Tsholotsho villagers say they were tricked by self-proclaimed witch-hunters popularly known as Tsikamutanda who made them believe they could heal chronic diseases.
More than three groups of witch-hunters comprising of six members each have been performing bizarre rituals and demanding payment in the form of livestock.
When CITE visited Ward 7 in Tsholotsho over the weekend, villagers said they were now being divided by the witch hunters who came in the area in September 2019.
“From what I heard from the Village head is that these people are here to help us with treating chronic diseases especially us as old people,” said one villager Christopher Dube.
“As people when we hear such news, we welcome them but these ones took advantage and turned the tables when they had settled in. They told us that amongst the groups, there were pastors, prophets who could heal the sick, we saw this as a good initiative.”
Headman Consolate Dube from Tangaugwe Village, ward 7 said the witch hunters are now terrorising villagers and many people have lost their livestock.
“These people are now terrorising us and they are targeting people with livestock. They are performing strange rituals and even claiming that the dead are alive, this is against our culture” said Headman Dube.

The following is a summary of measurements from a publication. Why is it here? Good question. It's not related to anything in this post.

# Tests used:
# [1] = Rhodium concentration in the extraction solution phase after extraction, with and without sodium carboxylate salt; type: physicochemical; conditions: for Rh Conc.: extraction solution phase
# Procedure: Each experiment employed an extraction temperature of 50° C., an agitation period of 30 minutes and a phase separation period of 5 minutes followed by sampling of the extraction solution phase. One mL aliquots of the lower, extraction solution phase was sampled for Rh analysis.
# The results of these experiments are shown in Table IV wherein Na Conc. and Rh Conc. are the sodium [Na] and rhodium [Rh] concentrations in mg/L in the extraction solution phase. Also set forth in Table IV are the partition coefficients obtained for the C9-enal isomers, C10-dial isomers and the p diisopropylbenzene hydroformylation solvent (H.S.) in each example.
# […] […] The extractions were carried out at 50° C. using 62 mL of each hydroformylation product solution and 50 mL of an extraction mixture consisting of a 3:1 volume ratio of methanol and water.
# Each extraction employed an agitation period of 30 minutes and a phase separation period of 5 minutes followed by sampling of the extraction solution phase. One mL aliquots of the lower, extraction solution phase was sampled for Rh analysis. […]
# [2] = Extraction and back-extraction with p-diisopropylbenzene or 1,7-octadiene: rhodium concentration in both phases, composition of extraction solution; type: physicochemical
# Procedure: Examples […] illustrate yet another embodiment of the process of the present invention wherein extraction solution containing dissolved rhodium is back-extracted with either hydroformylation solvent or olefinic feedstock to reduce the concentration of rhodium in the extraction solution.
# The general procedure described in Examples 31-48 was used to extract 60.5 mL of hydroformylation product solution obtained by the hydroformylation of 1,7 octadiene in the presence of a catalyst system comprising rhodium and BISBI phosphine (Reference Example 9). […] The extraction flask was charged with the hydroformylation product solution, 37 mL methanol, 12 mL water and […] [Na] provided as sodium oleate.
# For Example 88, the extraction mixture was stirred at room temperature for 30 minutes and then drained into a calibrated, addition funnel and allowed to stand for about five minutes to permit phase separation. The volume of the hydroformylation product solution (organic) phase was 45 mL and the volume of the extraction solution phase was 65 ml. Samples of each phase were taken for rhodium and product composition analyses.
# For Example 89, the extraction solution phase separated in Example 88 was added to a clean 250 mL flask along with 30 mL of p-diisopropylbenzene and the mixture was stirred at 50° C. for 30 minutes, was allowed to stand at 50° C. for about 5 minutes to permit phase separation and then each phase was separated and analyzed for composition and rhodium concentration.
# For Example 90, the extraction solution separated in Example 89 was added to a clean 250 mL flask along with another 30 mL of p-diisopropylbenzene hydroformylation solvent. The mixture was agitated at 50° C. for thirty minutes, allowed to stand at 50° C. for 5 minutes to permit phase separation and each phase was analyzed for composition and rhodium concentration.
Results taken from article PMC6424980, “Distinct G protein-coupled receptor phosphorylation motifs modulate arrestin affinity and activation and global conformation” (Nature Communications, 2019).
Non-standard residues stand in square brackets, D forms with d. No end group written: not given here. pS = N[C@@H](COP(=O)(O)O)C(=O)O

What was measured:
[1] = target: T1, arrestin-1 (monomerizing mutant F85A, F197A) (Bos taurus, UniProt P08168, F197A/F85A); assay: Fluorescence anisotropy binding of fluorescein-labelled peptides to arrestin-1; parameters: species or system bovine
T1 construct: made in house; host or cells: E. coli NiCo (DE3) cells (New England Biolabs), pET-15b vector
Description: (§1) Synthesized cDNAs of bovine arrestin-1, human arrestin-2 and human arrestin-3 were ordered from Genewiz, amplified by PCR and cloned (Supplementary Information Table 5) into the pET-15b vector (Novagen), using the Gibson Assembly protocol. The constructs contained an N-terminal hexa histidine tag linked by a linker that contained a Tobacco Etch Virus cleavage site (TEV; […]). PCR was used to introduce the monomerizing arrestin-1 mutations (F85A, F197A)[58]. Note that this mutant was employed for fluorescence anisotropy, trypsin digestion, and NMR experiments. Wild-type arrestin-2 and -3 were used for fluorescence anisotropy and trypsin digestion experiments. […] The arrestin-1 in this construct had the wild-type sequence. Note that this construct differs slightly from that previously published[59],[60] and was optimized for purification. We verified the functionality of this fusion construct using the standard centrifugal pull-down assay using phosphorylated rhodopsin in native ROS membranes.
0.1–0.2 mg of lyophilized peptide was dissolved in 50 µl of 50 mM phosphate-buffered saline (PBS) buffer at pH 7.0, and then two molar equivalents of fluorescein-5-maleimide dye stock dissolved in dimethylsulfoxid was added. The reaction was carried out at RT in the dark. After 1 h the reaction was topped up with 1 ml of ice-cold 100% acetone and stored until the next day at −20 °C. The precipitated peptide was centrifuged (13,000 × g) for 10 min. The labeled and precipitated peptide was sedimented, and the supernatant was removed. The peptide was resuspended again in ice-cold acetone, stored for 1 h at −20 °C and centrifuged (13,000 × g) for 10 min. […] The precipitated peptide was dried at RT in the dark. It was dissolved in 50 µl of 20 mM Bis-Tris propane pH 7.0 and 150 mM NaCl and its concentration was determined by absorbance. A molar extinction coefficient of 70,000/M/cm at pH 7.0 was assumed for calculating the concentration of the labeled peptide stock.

“The villagers are now scared of speaking out because they fear they will be labelled as witches and wizards.”
In addition, Headman Gibson Khumalo from Dingindawo Line ward 7 said the witch hunters do not even respect his authority.
“It is true that these people first approach the headman for approval to be in the area,” said Headman Khumalo.
“When I asked them for the letter of approval to operate in our Village, they did not produce any letter, but the problem with our villagers is that they are divided.”
Contacted for a comment, Ward 7 Councillor Vumile Donald Dube said he tried stopping the witch hunters but he was overpowered by the villagers.
“In my ward, we tried with the Chiefs to stop these people but we failed,” said Cllr Dube.
“The chief called about 30 headmen to explain to them that this is day light robbery but we established that the witch hunters bribe the headmen to gain access to the villages.
“What pains me the most is that my ward was the hardest hit by drought. There is no food but people are giving livestock to strangers instead of feeding their families. More than 18 herds of cattle have been taken from my ward. There is nothing I can do because headmen claim it’s what people want people.”
Zimbabwe Lawyers for Human Rights (ZLHR) lawyer Jabulani Mhlanga said such acts are illegal in the country.
“Witchcraft Suppression Act basically says Zimbabwe does not recognise witchcraft, so what these Tsikamutandas are doing is illegal in terms of the law,” said Mhlanga, in an earlier interview with this publication.
“It is an offence in terms of the law, even the Criminal Codification and Reform Act indicates wizards as an offence, no one can force villagers to pay because whatever they are doing is not allowed.”